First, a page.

Hiking the Appalachian Trail proved to be life-changing for me in so many ways. Depending upon the success or otherwise of my book s , I hope to write more, with a John Muir Trail hike and a novel in the works. Lastly, thanks for following my journey. I now know that there are more adventures to come, so I hope you are able to share my next steps, either through my blog or subsequent books. Thanks for being along with me on the ride. A year ago, I was just a couple of weeks away from finishing my adventure in the woods and was plodding confidently through Maine with my new pals. The reason for this post is to mark something of a milestone, as I have just written my ,th word. I should also let you know that these , words have taken me to a point in Pennsylvania that still leaves me about 1, miles to hike.

Now back home and recovered from the physical aspects of the hike, I find that recording my story has taken on a new dimension, yet it ressembles the hike in its loneliness and mental demands. I learned that the AT can be interpreted as a metaphor for life, in that you have to face what the trail, or your day, has in store for you and get through your day as best you can and back to your home my tent at night. During the day, there will be ups and downs and the odd level path, yet it constantly throws something new at you and your only response can be to face it and overcome it. I fell constantly, as I have in life, yet there was never an alternative to getting up again, dusting myself off, repairing cuts and bruises and moving forward.

Writing this has been a painful self-examination and I still have no idea if it is any good, yet it has been cathartic for me to do. The loneliness pervades my writing yet the end stays in my sight. I know that I was able to get that iconic picture on the top of Katahdin as I exalted in my triumph at completing the trail. I just hope that the last word in this book feels just as good. I also retain many of the aches and pains that built up over that six month period and have been cycling and walking to try and relieve them.

By far the biggest and most surprising difference in me, though, is that my focus seems to have deserted me. I went for a 5. The AT taught me to be more independent and happier in my own company. If nothing else, this was a valuable realization. Another valuable realization from this morning was how difficult walking over 2, miles can be. My legs are aching after just 5. The fact that I completed the Trail is a wonder to me still, a wonder I hope I never lose. Sunday September Monday September 29 This post has taken a while to get to get round to, as it has taken me a couple of days to get to grips with my own return to reality, so I apologize for the delay. The week began just before the Mile Wilderness, which is neither precisely miles, nor a wilderness.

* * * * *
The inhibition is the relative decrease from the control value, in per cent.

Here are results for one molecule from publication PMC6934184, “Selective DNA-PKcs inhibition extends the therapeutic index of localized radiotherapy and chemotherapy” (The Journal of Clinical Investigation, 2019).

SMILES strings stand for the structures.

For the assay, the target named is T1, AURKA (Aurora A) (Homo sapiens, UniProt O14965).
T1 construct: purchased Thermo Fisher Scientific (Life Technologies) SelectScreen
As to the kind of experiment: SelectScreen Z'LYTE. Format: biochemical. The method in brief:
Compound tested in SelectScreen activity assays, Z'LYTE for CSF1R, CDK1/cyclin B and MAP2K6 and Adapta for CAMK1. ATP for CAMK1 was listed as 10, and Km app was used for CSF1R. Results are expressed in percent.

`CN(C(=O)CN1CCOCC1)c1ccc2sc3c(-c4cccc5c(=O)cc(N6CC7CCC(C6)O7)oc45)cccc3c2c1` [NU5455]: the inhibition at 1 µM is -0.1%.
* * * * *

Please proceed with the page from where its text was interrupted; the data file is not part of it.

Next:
There is a rather dramatic sign that warns hikers to prepare to carry 10 days of food as there is no way to resupply through the wilderness, yet things have moved on since that was truly applicable. We found a terrific local guy, Buddy, to assist us in this plan, which basically went like this. In this case, the steady, though light, rain made them especially tricky. Having done the first 15 or so miles of the Wilderness, Buddy returned to the same spot the following day and pointed us north, giving us another, slightly longer day that would end at Katahdin Iron Works Road.

It was a terrific day spoiled by one silly slip on my part. The rain had continued through the night, but it was expected to blow through after about 9am and, indeed, the weather abated after about 8. We knew that it was going to be a day of ups and downs, with plenty of opportunities to keep warm as we pushed uphill. There were some spectacular lake, or pond, views that continued to wow us and we were all really enjoying the early part of the hike, with the view from Barren Ledges on Barren Mountain being particularly spectacular.

We had had a cold night a few nights before and started to notice the changing colors of the foliage, with this shot from Third Mountain being the first evidence of that iconic time of year. This would intensify as the week went on. This day, though tough because of the more rugged profile of the hike, was great preparation for our legs, and we all really enjoyed the comparative severity of the day in contrast to the day before.